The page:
Author(s): Emmanuel P. Estrella, M.D. and Tammy L. Dela Rosa, M.D., M.Sc
The objective of this paper was to present the results of replantation and revascularization surgery of the hand or digit and to describe the factors associated with survival of the replanted and revascularized digit.
From January 1, 2005 to July 31, 2010, a retrospective review of the Microsurgery Unit Database was done to determine the number of patients referred to the Unit for amputations of the upper extremity. The injuries were classified by mechanism of injury (guillotine, crush, avulsion, and gunshot/blast), level of injury, and whether or not a vein graft was used. A total of 8 patients with 8 hand parts had replantation surgery and seven patients with 10 revascularized parts were reviewed.
Functional outcome was measured using the range of motion of the involved digit or body part using a finger or standard goniometer. Sensory recovery of the replanted or revascularized part was measured using the static 2-point discrimination test.
A total of 86 patients from January 2005 to July 2010 suffered amputation or near amputation injuries that were referred to the Microsurgery Unit. Of these patients, 8 patients with 8 hand parts had replantation surgeries while 7 patients with 10 hand parts had revascularization surgeries. In total, there were 15 patients (14 males and 1 female) with an average age of 26.2 years old (range, 4-68 years old). The overall viability rate was 72.2% (62.5% for replantation surgery and 80% for revascularization surgery). The average follow-up of the patients who had a successful replantation procedure was 19 months (range, 3-48 months). Those who had successful revascularization procedures after partial or near amputation of the hand or fingers had an average of 7.3 months follow-up (range, 3-14 months).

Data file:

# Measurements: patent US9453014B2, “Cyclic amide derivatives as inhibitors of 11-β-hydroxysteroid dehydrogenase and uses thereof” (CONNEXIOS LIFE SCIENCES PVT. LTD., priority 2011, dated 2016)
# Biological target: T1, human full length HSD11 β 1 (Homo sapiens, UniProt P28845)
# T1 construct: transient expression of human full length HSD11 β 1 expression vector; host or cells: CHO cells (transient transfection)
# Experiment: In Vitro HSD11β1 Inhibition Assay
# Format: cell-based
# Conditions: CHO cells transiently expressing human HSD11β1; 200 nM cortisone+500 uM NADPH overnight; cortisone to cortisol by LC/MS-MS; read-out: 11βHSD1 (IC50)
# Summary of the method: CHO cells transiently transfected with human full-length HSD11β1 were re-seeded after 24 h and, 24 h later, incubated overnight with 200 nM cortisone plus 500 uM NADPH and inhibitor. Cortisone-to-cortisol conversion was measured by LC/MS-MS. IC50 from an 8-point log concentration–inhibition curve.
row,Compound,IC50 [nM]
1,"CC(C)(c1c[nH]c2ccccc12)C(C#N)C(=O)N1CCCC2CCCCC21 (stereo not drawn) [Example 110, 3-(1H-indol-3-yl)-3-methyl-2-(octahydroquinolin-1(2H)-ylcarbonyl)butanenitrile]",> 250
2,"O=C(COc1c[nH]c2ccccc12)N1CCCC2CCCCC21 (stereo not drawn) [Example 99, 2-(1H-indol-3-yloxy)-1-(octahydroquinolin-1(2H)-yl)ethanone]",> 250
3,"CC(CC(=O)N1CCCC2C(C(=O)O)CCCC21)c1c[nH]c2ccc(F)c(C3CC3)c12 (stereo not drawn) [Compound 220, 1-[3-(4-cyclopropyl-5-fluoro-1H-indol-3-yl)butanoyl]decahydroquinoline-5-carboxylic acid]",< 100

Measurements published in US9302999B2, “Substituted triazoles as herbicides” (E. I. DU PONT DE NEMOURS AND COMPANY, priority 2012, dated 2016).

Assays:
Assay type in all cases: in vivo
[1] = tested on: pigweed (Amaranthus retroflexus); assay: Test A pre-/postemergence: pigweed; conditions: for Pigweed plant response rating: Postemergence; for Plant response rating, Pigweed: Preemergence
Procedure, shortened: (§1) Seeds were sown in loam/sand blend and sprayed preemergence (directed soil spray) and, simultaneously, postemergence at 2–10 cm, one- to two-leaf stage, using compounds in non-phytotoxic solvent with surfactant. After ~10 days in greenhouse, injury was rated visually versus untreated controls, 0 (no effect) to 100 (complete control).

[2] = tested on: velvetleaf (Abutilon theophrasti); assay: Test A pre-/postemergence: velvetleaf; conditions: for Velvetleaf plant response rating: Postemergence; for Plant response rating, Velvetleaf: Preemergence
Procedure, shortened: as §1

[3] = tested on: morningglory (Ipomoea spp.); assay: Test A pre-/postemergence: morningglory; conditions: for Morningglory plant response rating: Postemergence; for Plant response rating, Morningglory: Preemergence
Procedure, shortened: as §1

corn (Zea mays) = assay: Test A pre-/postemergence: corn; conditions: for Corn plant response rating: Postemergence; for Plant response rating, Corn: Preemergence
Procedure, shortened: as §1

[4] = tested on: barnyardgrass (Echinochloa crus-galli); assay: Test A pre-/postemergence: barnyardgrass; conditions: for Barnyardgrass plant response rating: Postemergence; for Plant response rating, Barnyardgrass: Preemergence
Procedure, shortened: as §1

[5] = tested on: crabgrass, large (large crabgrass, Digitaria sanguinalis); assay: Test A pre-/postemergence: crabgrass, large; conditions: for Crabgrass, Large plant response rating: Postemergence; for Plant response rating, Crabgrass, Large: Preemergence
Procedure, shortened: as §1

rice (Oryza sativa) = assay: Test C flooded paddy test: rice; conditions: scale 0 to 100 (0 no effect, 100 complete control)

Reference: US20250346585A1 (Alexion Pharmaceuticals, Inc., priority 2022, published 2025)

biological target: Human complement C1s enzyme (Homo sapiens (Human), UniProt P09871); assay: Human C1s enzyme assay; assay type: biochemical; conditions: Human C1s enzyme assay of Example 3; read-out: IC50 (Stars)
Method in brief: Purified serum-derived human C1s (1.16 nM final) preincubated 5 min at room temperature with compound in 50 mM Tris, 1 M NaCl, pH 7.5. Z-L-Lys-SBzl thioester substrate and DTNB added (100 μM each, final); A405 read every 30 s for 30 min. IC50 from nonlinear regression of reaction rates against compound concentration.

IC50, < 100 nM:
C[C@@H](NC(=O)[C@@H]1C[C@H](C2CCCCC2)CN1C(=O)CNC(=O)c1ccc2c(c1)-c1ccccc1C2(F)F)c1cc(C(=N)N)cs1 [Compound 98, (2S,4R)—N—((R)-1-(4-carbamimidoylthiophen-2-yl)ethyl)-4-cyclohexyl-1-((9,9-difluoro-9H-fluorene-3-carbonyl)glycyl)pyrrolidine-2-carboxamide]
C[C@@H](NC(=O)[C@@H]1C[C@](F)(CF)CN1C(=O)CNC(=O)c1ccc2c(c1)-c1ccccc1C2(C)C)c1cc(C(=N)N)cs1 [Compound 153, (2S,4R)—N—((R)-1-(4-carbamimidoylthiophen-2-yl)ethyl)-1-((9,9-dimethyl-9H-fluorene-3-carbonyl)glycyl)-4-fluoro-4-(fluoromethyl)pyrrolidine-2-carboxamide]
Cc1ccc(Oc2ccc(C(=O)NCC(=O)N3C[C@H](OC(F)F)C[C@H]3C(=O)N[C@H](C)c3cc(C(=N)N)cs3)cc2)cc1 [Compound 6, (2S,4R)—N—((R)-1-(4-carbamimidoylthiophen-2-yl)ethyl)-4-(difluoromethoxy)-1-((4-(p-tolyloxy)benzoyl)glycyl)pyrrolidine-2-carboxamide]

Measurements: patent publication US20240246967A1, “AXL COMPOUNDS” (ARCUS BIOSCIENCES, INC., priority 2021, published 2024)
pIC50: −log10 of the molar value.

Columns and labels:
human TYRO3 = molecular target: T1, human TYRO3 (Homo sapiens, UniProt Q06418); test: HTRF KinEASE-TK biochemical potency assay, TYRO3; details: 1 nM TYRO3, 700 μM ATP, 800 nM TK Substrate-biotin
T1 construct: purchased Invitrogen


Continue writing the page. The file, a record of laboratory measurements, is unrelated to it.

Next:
Four of the 12 patients had no functional results because of no recovery yet was expected on recent follow-up. In all digital replantations, stiffness was present even after 6 months post replantation. Of the 5 patients who had successful replantation surgery, only 4 had functional results. The best results were from the through-wrist and through-palm amputations. Protective sensation was achieved in all tested patients.
Successful replantation and revascularization surgery mainly depend on the mechanism of injury. Crush injuries tend to have poorer prognosis compared to guillotine type injuries. Replantation and revascularization surgeries require intensive post-operative rehabilitation to maximize the functional outcome.
Key words: replantation, revascularization